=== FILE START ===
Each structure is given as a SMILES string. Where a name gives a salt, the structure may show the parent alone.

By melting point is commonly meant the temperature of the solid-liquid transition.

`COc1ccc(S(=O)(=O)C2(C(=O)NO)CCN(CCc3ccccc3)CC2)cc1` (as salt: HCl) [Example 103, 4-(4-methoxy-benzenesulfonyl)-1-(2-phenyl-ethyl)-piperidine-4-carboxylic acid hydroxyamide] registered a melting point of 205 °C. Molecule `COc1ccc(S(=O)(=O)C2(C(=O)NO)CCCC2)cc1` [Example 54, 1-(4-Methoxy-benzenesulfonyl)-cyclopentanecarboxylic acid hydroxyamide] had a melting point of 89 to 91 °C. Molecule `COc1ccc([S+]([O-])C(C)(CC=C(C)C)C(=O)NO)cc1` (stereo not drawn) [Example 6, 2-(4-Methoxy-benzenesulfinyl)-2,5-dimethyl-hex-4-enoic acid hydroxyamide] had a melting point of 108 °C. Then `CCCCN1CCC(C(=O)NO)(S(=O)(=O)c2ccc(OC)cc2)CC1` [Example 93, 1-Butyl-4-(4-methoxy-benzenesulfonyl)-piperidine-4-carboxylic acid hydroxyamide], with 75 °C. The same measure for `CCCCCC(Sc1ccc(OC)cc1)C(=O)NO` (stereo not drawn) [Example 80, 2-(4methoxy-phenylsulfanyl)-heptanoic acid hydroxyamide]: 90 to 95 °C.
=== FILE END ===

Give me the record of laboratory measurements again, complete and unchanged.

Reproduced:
Each structure is given as a SMILES string. Where a name gives a salt, the structure may show the parent alone.

By melting point is commonly meant the temperature of the solid-liquid transition.

`COc1ccc(S(=O)(=O)C2(C(=O)NO)CCN(CCc3ccccc3)CC2)cc1` (as salt: HCl) [Example 103, 4-(4-methoxy-benzenesulfonyl)-1-(2-phenyl-ethyl)-piperidine-4-carboxylic acid hydroxyamide] registered a melting point of 205 °C. Molecule `COc1ccc(S(=O)(=O)C2(C(=O)NO)CCCC2)cc1` [Example 54, 1-(4-Methoxy-benzenesulfonyl)-cyclopentanecarboxylic acid hydroxyamide] had a melting point of 89 to 91 °C. Molecule `COc1ccc([S+]([O-])C(C)(CC=C(C)C)C(=O)NO)cc1` (stereo not drawn) [Example 6, 2-(4-Methoxy-benzenesulfinyl)-2,5-dimethyl-hex-4-enoic acid hydroxyamide] had a melting point of 108 °C. Then `CCCCN1CCC(C(=O)NO)(S(=O)(=O)c2ccc(OC)cc2)CC1` [Example 93, 1-Butyl-4-(4-methoxy-benzenesulfonyl)-piperidine-4-carboxylic acid hydroxyamide], with 75 °C. The same measure for `CCCCCC(Sc1ccc(OC)cc1)C(=O)NO` (stereo not drawn) [Example 80, 2-(4methoxy-phenylsulfanyl)-heptanoic acid hydroxyamide]: 90 to 95 °C.